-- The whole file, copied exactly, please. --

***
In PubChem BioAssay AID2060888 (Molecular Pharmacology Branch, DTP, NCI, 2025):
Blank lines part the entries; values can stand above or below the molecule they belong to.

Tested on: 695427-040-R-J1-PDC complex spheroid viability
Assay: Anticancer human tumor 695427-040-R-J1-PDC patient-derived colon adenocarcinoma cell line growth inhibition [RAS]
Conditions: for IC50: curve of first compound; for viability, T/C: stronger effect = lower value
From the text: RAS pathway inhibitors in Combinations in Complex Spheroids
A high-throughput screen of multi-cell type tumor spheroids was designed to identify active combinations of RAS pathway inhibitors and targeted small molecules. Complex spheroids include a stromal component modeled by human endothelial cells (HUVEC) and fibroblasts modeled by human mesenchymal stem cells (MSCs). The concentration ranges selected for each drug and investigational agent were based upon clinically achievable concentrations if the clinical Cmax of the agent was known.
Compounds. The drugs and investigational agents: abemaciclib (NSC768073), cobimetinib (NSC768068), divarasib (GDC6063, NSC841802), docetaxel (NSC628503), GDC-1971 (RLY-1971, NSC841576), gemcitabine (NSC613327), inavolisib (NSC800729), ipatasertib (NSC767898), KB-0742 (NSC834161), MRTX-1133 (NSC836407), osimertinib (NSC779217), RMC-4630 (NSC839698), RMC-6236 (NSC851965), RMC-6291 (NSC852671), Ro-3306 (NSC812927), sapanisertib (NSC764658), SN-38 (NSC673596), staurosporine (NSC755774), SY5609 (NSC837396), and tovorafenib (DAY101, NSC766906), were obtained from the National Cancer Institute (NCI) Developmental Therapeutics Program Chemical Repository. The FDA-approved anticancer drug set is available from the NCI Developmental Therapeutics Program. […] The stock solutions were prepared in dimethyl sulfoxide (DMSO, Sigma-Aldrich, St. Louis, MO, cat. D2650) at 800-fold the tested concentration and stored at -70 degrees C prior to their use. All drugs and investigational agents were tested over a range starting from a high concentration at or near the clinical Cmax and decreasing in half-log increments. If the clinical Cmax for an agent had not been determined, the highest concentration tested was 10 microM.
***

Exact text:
In PubChem BioAssay AID2060888 (Molecular Pharmacology Branch, DTP, NCI, 2025):
Blank lines part the entries; values can stand above or below the molecule they belong to.

Tested on: 695427-040-R-J1-PDC complex spheroid viability
Assay: Anticancer human tumor 695427-040-R-J1-PDC patient-derived colon adenocarcinoma cell line growth inhibition [RAS]
Conditions: for IC50: curve of first compound; for viability, T/C: stronger effect = lower value
From the text: RAS pathway inhibitors in Combinations in Complex Spheroids
A high-throughput screen of multi-cell type tumor spheroids was designed to identify active combinations of RAS pathway inhibitors and targeted small molecules. Complex spheroids include a stromal component modeled by human endothelial cells (HUVEC) and fibroblasts modeled by human mesenchymal stem cells (MSCs). The concentration ranges selected for each drug and investigational agent were based upon clinically achievable concentrations if the clinical Cmax of the agent was known.
Compounds. The drugs and investigational agents: abemaciclib (NSC768073), cobimetinib (NSC768068), divarasib (GDC6063, NSC841802), docetaxel (NSC628503), GDC-1971 (RLY-1971, NSC841576), gemcitabine (NSC613327), inavolisib (NSC800729), ipatasertib (NSC767898), KB-0742 (NSC834161), MRTX-1133 (NSC836407), osimertinib (NSC779217), RMC-4630 (NSC839698), RMC-6236 (NSC851965), RMC-6291 (NSC852671), Ro-3306 (NSC812927), sapanisertib (NSC764658), SN-38 (NSC673596), staurosporine (NSC755774), SY5609 (NSC837396), and tovorafenib (DAY101, NSC766906), were obtained from the National Cancer Institute (NCI) Developmental Therapeutics Program Chemical Repository. The FDA-approved anticancer drug set is available from the NCI Developmental Therapeutics Program. […] The stock solutions were prepared in dimethyl sulfoxide (DMSO, Sigma-Aldrich, St. Louis, MO, cat. D2650) at 800-fold the tested concentration and stored at -70 degrees C prior to their use. All drugs and investigational agents were tested over a range starting from a high concentration at or near the clinical Cmax and decreasing in half-log increments. If the clinical Cmax for an agent had not been determined, the highest concentration tested was 10 microM.